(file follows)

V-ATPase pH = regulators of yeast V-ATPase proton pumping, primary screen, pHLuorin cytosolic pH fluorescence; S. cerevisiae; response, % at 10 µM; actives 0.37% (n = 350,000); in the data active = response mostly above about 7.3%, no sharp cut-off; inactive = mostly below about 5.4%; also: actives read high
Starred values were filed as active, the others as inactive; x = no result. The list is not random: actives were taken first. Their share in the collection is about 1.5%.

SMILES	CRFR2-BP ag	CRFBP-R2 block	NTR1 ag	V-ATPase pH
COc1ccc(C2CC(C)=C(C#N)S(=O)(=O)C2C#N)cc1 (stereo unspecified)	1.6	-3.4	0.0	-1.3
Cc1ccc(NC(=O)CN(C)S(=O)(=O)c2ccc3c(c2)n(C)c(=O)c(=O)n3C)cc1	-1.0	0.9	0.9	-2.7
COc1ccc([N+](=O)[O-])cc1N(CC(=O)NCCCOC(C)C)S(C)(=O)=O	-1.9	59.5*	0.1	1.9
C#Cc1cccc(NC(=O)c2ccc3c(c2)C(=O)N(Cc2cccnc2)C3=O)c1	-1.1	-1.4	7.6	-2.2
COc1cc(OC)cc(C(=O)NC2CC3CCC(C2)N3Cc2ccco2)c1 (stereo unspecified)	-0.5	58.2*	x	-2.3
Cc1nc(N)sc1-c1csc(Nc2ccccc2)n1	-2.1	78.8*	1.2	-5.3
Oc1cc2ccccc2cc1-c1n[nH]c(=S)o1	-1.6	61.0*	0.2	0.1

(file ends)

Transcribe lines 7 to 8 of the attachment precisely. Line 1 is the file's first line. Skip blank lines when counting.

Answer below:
C#Cc1cccc(NC(=O)c2ccc3c(c2)C(=O)N(Cc2cccnc2)C3=O)c1	-1.1	-1.4	7.6	-2.2
COc1cc(OC)cc(C(=O)NC2CC3CCC(C2)N3Cc2ccco2)c1 (stereo unspecified)	-0.5	58.2*	x	-2.3